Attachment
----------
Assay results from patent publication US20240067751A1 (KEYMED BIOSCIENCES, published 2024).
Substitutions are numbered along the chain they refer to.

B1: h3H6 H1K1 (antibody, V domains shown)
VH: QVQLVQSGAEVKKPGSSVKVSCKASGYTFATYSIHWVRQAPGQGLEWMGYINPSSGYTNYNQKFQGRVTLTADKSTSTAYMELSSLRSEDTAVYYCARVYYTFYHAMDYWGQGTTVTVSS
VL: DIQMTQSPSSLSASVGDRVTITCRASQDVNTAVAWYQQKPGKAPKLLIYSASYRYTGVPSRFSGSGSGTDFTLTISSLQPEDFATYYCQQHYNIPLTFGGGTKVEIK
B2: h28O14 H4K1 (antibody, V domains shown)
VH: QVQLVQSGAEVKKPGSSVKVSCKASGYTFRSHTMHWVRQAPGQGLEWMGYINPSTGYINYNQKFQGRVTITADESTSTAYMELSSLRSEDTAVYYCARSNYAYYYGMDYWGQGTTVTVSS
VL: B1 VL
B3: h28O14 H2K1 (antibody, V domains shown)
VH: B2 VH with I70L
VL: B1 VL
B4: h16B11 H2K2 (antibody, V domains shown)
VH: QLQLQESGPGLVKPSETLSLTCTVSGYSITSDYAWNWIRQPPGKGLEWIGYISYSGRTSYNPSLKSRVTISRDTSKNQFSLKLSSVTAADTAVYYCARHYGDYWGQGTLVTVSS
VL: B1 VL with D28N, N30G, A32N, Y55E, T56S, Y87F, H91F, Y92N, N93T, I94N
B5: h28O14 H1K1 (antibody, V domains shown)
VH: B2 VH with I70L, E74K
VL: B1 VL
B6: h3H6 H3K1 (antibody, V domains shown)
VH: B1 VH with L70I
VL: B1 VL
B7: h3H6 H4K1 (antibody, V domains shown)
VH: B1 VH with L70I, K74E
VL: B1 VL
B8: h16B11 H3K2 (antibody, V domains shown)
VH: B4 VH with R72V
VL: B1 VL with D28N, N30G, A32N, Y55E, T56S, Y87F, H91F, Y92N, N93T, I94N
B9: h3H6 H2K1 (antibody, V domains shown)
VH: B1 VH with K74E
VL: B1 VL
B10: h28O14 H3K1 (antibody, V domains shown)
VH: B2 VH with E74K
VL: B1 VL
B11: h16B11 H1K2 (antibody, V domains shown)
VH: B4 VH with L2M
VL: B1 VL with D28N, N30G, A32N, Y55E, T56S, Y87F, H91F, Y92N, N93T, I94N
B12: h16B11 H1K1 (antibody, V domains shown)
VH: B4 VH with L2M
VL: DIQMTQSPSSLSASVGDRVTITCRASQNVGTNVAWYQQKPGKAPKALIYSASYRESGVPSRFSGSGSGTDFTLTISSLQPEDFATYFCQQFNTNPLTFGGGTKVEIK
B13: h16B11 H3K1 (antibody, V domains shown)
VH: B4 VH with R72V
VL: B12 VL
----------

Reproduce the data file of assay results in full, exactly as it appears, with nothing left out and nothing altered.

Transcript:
Assay results from patent publication US20240067751A1 (KEYMED BIOSCIENCES, published 2024).
Substitutions are numbered along the chain they refer to.

B1: h3H6 H1K1 (antibody, V domains shown)
VH: QVQLVQSGAEVKKPGSSVKVSCKASGYTFATYSIHWVRQAPGQGLEWMGYINPSSGYTNYNQKFQGRVTLTADKSTSTAYMELSSLRSEDTAVYYCARVYYTFYHAMDYWGQGTTVTVSS
VL: DIQMTQSPSSLSASVGDRVTITCRASQDVNTAVAWYQQKPGKAPKLLIYSASYRYTGVPSRFSGSGSGTDFTLTISSLQPEDFATYYCQQHYNIPLTFGGGTKVEIK
B2: h28O14 H4K1 (antibody, V domains shown)
VH: QVQLVQSGAEVKKPGSSVKVSCKASGYTFRSHTMHWVRQAPGQGLEWMGYINPSTGYINYNQKFQGRVTITADESTSTAYMELSSLRSEDTAVYYCARSNYAYYYGMDYWGQGTTVTVSS
VL: B1 VL
B3: h28O14 H2K1 (antibody, V domains shown)
VH: B2 VH with I70L
VL: B1 VL
B4: h16B11 H2K2 (antibody, V domains shown)
VH: QLQLQESGPGLVKPSETLSLTCTVSGYSITSDYAWNWIRQPPGKGLEWIGYISYSGRTSYNPSLKSRVTISRDTSKNQFSLKLSSVTAADTAVYYCARHYGDYWGQGTLVTVSS
VL: B1 VL with D28N, N30G, A32N, Y55E, T56S, Y87F, H91F, Y92N, N93T, I94N
B5: h28O14 H1K1 (antibody, V domains shown)
VH: B2 VH with I70L, E74K
VL: B1 VL
B6: h3H6 H3K1 (antibody, V domains shown)
VH: B1 VH with L70I
VL: B1 VL
B7: h3H6 H4K1 (antibody, V domains shown)
VH: B1 VH with L70I, K74E
VL: B1 VL
B8: h16B11 H3K2 (antibody, V domains shown)
VH: B4 VH with R72V
VL: B1 VL with D28N, N30G, A32N, Y55E, T56S, Y87F, H91F, Y92N, N93T, I94N
B9: h3H6 H2K1 (antibody, V domains shown)
VH: B1 VH with K74E
VL: B1 VL
B10: h28O14 H3K1 (antibody, V domains shown)
VH: B2 VH with E74K
VL: B1 VL
B11: h16B11 H1K2 (antibody, V domains shown)
VH: B4 VH with L2M
VL: B1 VL with D28N, N30G, A32N, Y55E, T56S, Y87F, H91F, Y92N, N93T, I94N
B12: h16B11 H1K1 (antibody, V domains shown)
VH: B4 VH with L2M
VL: DIQMTQSPSSLSASVGDRVTITCRASQNVGTNVAWYQQKPGKAPKALIYSASYRESGVPSRFSGSGSGTDFTLTISSLQPEDFATYFCQQFNTNPLTFGGGTKVEIK
B13: h16B11 H3K1 (antibody, V domains shown)
VH: B4 VH with R72V
VL: B12 VL